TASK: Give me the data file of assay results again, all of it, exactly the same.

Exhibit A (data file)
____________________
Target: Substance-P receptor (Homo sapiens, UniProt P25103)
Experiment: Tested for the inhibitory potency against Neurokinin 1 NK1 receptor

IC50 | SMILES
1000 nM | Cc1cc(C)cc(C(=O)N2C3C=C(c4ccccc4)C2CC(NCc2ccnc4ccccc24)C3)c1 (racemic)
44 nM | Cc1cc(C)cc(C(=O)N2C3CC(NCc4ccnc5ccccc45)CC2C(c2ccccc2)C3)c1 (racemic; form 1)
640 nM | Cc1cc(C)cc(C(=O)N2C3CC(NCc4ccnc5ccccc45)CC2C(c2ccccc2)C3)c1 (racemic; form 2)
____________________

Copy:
Target: Substance-P receptor (Homo sapiens, UniProt P25103)
Experiment: Tested for the inhibitory potency against Neurokinin 1 NK1 receptor

IC50 | SMILES
1000 nM | Cc1cc(C)cc(C(=O)N2C3C=C(c4ccccc4)C2CC(NCc2ccnc4ccccc24)C3)c1 (racemic)
44 nM | Cc1cc(C)cc(C(=O)N2C3CC(NCc4ccnc5ccccc45)CC2C(c2ccccc2)C3)c1 (racemic; form 1)
640 nM | Cc1cc(C)cc(C(=O)N2C3CC(NCc4ccnc5ccccc45)CC2C(c2ccccc2)C3)c1 (racemic; form 2)